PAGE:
You’ve got to be a certain type of athlete to compete in the 10km marathon swim. Two hours of battling it out in icy waters is a tough gig. Even tougher: beating the little voice inside your head telling you to slow down.Name: Melissa Gorman
Lives: Boondall, QLD
Achievements: Silver in the 2011 World Championships 5km Team Time Trial; bronze in the 2010 World Championships 10km Open Water; bronze in the 2010 Commonwealth Games 800m Freestyle
Gorman’s mum, Kerrie, signed her up for Nippers at the age of seven. “That’s where my love of open water swimming came from,” Gorman says.
“As a teenager I moved to train with [renowned swim coach] Ken Wood – he encouraged me to focus on pool events because he believed I could represent Australia.”
Gorman dedicated six years to the pool, and it paid off in 2006 when she won silver at the Commonwealth Games in the 800m freestyle. It was later that year that open water swimming was added to the Olympic program.
“When I found out I knew I had to give it a go,” Gorman says.
Group mentalityTransitioning from a swimming pool to the open water was a lot harder than Gorman expected:
“When I first started open-water swimming I found it difficult to come to terms with the fact that I had to consider other competitors in my race plan,” she says.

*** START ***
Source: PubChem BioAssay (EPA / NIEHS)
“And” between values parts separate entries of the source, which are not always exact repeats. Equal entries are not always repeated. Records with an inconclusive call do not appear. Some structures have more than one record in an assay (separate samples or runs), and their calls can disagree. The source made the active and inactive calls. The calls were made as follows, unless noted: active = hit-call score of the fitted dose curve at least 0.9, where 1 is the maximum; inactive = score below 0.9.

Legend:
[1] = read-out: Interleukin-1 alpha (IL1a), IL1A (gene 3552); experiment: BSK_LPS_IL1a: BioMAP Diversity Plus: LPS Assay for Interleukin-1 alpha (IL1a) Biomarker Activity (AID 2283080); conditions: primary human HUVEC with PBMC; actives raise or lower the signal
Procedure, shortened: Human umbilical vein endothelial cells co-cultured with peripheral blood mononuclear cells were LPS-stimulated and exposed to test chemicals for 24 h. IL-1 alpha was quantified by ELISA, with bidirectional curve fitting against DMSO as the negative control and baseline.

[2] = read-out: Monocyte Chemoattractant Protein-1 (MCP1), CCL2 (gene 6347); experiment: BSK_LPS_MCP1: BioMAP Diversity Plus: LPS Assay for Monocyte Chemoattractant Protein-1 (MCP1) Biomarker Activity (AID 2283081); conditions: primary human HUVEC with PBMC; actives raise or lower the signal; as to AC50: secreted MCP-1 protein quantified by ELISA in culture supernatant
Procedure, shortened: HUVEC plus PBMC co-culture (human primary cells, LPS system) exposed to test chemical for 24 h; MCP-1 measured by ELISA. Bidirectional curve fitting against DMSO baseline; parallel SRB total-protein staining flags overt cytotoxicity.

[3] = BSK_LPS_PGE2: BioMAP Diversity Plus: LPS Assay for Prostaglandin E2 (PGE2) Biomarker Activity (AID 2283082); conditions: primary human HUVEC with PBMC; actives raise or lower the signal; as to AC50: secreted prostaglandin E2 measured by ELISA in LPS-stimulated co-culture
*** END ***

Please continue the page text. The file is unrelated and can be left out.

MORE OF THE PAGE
After completing a psychology degree last year, Gorman now thrives on the tactical and mental aspect of the sport.
“I love the unpredictability of it, and that it’s not just a physical race – but also a mental one.”
Power of the mind“The biggest thing I’ve learnt from my studies is how powerful the mind can be,” Gorman says.
“It’s important to get your mind to work for you instead of letting it work against you. You’ve got to challenge your thoughts in a positive way.”
There are often times in the 10km that Gorman feels as inspired as a dead fish.
“In sport it’s inevitable that at some stage you’re going to experience fatigue. It’s when you’re really hurting that the evil self-talk creeps in and tries to take over” she says.
Pushing through the pain barrier is about turning that negative self-talk around.
“I find the best way to do that is to remind yourself of everything you’ve done to get to that moment and why you’re doing it,” Gorman says.
How Gorman stays motivated:“I swim because I love it and I race because I want to win – by reminding myself of that and mentally priding myself that I won’t go down without a fight, I can make myself keep going when all I want to do is slow down.”
According to Gorman, the key to winning is being able to push through that barrier before the negative self-talk starts to affect your race: “The quicker you can turn the negatives into positives, the better.”